The Next Generation in Natural Ventilation by Suzanne Robinson

Everyone knows the cornerstone to any sustainable project design is integrating passive strategies.  The first passive strategy for most is some form of natural daylighting – add some windows and daylight dimming and there you go.  Onto the next passive strategy: natural ventilation.  Make the windows operable and you’re good to go, right?  If only it was that simple.

For natural ventilation, the system relies on more than just putting in some operable windows and vents and calling it a day.  To work effectively the natural ventilation system requires pressure differences to move the fresh air throughout the building.  Understanding the balance between supply and exhaust is critical to identify location and sizes of openings.  The design of this system cannot be done by the engineer alone like other mechanical systems.  It requires an integrated design approach between the engineers and architects from the start of the project to develop a natural ventilation system that works effectively and is fully integrated into the building façade and interiors.

The benefits for natural ventilation include lower capital costs, lower operating costs, occupant preferences and productivity, the list goes on.  The one that hits home the most is the reduced environmental impact.  As you increase mechanical cooling loads, you directly affect the regional heating effect that then demands more energy to address the extra cooling needed.  It becomes a vicious cycle that compounds the issue of climate change.

Natural ventilation seems like a no brainer and yet very few projects have natural ventilation as part of their design and there is even fewer that operate well.  Looking at projects overseas in Europe, the US is far behind in comparison.  There are several items to keep in mind when understanding the differences.  First, the weather in many of the areas overseas is much milder which allows for longer periods to utilize natural ventilation while maintaining an acceptable thermal comfort.  And speaking of thermal comfort, the range accepted by Americans is different than Europeans.

We love our air conditioning and don’t like to feel warm in the summer.  Ironically we end up wearing more sweaters in the summer than winter sometimes.  There is a mindset about acceptable thermal comfort that needs to be overcome.  Finally, code in some countries mandates natural ventilation.  In the US the code limits the application of natural ventilation due to smoke and fire transfer issues.  In the latest iteration of ASHRAE 62.1, it is now mandated that mechanical ventilation systems be provided in certain climate zones, removing the lower capital cost argument for natural ventilation when this used to be an alternative option for code compliance.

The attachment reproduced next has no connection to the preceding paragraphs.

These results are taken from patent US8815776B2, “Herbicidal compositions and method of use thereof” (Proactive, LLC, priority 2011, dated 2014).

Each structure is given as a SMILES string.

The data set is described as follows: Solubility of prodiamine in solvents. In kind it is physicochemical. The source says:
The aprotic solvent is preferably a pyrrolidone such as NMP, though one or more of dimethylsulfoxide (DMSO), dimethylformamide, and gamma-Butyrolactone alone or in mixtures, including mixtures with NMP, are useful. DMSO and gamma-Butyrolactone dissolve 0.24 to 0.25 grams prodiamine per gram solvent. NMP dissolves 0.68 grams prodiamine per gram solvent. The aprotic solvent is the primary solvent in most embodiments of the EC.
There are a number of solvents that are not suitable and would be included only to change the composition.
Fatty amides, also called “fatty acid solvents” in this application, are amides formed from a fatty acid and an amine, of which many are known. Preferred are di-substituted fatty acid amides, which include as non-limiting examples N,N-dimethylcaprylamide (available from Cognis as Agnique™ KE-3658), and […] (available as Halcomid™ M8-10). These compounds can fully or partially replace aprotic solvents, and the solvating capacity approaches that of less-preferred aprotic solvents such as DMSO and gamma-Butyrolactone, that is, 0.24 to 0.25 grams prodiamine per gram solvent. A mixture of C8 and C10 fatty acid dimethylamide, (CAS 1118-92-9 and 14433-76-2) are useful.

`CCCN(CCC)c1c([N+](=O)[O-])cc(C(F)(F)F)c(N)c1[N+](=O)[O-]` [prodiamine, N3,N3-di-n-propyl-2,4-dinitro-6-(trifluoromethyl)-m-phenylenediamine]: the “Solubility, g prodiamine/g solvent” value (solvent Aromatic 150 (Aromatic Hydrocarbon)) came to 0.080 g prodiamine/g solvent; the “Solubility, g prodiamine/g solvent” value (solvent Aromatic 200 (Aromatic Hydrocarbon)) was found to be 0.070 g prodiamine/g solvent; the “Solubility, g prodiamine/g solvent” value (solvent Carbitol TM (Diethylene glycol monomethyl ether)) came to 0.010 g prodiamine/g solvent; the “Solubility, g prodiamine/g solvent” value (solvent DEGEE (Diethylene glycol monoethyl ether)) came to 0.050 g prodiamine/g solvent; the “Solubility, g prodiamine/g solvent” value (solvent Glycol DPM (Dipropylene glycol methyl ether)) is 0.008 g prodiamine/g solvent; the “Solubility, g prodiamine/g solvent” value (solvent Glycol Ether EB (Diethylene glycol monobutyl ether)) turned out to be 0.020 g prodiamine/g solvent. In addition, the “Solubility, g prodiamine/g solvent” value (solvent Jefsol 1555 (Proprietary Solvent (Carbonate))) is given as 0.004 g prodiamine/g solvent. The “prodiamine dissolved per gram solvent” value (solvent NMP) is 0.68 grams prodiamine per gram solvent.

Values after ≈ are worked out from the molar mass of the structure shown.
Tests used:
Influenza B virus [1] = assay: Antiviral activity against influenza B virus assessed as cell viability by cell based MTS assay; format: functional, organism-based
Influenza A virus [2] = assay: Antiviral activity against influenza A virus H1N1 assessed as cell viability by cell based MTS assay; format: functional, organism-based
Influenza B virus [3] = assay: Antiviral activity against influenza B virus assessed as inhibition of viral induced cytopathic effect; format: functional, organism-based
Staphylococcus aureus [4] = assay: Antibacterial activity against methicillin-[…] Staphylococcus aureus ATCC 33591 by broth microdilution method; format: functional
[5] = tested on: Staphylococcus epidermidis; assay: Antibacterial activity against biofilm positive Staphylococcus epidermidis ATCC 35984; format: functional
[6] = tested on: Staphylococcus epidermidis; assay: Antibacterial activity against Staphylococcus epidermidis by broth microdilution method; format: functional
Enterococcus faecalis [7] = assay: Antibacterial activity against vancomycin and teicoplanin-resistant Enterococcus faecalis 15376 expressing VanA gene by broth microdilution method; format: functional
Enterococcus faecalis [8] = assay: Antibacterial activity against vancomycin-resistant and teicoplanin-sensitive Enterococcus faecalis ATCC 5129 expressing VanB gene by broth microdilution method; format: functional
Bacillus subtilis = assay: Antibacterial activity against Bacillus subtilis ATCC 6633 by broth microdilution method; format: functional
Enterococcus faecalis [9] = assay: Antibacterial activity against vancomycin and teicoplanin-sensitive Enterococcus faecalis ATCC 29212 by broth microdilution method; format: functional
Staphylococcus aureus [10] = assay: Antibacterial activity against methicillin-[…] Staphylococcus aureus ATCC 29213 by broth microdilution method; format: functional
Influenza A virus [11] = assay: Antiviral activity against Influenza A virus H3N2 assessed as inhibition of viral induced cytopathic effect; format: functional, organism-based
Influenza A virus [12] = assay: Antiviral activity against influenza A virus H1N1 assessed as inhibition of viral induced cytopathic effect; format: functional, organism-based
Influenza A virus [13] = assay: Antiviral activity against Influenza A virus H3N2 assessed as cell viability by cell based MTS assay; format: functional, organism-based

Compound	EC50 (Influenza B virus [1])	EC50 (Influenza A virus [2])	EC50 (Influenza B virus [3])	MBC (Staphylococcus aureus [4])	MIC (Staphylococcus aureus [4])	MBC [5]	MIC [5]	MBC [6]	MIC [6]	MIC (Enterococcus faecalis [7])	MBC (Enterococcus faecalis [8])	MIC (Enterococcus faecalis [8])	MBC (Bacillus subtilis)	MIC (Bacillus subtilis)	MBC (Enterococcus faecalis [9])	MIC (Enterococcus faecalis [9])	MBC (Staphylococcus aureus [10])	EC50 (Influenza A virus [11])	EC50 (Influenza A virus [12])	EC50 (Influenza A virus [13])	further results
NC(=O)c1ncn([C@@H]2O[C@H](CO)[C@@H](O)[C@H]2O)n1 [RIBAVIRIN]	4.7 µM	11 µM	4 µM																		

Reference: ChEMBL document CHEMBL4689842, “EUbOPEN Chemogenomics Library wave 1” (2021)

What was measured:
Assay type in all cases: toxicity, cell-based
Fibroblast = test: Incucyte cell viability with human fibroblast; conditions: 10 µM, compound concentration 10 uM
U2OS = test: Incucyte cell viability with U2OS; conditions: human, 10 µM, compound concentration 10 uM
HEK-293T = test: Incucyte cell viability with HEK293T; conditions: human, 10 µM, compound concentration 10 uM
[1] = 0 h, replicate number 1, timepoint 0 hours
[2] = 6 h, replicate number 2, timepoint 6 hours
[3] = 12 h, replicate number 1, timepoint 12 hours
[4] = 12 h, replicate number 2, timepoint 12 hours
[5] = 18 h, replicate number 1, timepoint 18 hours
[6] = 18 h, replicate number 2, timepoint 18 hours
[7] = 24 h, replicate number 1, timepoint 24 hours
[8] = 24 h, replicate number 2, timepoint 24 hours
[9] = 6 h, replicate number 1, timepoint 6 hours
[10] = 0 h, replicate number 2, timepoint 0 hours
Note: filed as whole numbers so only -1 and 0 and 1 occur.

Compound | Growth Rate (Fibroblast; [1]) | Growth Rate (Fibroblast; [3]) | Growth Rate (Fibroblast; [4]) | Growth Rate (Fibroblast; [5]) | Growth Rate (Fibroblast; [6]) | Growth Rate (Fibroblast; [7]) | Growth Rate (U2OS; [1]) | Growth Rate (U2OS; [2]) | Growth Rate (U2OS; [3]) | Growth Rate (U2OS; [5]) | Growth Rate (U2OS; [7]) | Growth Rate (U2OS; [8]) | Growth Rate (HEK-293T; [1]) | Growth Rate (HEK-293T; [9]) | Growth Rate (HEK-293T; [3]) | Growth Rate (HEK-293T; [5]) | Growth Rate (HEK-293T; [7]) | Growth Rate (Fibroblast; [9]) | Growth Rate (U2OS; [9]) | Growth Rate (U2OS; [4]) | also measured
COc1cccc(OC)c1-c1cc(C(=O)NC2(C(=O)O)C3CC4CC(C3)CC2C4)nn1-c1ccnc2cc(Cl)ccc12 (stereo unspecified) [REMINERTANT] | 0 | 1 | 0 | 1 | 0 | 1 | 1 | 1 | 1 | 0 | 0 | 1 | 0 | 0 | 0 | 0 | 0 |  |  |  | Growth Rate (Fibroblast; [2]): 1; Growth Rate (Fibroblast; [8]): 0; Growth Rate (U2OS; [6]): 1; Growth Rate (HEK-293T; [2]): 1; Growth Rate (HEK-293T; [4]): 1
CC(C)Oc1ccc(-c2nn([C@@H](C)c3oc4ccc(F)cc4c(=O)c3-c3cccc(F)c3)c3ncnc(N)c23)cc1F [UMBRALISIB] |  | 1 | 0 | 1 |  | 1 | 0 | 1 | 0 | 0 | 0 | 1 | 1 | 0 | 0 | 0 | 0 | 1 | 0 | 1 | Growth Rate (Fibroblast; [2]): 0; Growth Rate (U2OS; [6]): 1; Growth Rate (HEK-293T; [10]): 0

But fear not.  There is still a lot that can be done, working to integrate natural ventilation into project designs.  This year I’ve had the opportunity to meet and work with organizations and companies that are leading the industry in this arena.  Overseas, Breathing Buildings is a company that came about from the research partnership between University of Cambridge, MIT and the BP Institute.  The company develops and sells low energy ventilation systems.  Here in the US, they are partnered with Price to develop these natural ventilation systems and work with project teams to integrate the systems into their project design effectively.

Last month, I was out at the Centre for the Built Environment (CBE) at the University of California Berkeley, participating in their semi-annual Industry Advisory Board Conference.  The CBE is “a place where prominent industry leaders and internationally recognized researchers cooperate to produce substantial, holistic, and far-sighted research on buildings.”  Reviewing their latest research activities, I was heartened to see the advances in the industry, especially in the area of natural ventilation.

Natural ventilation is a challenging system to design effectively.  It was something that our predecessors had down to a fine art a century ago.  In today’s world, things have changed and it is through the work and research of organizations, companies and design professionals that the new generation of natural ventilation systems continues to exist and grow.

Suzanne Robinson, , PE LEED AP BD+C  is the Director of Sustainability at Vanderweil Engineers, a MEP consulting firm.  Vanderweil Engineers has been exploring new and innovative approaches to the built world with clients all over the globe.